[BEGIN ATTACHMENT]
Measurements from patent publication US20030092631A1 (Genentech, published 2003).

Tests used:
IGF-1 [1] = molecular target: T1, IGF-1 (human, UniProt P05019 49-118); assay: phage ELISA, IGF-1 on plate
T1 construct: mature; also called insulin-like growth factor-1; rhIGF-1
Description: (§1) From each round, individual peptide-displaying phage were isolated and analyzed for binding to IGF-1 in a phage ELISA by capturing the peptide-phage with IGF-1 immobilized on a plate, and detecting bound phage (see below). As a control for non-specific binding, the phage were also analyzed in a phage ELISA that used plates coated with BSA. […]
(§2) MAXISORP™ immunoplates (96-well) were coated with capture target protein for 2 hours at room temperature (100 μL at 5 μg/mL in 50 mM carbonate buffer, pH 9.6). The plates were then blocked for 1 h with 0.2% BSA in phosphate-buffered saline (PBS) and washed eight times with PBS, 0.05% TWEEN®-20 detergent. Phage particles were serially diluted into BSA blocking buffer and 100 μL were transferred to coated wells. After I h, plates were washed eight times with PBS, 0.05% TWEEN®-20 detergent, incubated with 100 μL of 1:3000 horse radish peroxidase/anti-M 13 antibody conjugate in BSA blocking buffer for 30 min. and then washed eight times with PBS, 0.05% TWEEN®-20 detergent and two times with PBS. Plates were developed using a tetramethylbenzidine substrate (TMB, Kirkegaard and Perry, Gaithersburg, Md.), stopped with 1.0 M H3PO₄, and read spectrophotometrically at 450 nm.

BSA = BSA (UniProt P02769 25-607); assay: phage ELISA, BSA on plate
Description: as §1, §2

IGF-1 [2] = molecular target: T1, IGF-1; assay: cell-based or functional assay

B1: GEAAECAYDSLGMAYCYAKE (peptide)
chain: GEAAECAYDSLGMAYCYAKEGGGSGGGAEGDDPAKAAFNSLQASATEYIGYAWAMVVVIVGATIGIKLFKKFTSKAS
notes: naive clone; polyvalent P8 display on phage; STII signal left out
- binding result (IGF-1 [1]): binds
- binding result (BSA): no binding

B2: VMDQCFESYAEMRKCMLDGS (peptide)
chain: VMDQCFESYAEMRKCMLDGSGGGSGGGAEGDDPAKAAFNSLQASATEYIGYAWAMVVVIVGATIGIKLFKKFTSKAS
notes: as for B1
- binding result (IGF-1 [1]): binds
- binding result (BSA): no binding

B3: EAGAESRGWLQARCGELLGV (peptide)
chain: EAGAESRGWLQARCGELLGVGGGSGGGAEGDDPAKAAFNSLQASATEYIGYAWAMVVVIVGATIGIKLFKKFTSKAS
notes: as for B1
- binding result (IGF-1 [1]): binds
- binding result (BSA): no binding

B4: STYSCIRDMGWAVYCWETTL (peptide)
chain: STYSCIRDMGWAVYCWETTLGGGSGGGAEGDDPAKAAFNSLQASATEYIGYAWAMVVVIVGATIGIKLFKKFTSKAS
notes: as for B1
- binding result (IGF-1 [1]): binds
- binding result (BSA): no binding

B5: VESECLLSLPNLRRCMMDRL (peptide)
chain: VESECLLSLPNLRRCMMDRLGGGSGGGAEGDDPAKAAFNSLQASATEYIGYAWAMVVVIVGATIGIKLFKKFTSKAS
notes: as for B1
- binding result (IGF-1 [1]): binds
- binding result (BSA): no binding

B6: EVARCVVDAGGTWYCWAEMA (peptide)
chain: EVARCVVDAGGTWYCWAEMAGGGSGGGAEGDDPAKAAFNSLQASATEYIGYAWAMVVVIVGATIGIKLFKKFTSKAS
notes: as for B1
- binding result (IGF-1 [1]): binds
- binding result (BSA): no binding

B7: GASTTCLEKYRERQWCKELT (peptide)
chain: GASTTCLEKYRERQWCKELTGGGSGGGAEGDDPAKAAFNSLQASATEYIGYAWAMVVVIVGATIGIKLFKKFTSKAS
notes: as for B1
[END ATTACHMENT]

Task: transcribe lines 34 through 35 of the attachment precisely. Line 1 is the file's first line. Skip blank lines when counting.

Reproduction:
- binding result (BSA): no binding

B6: EVARCVVDAGGTWYCWAEMA (peptide)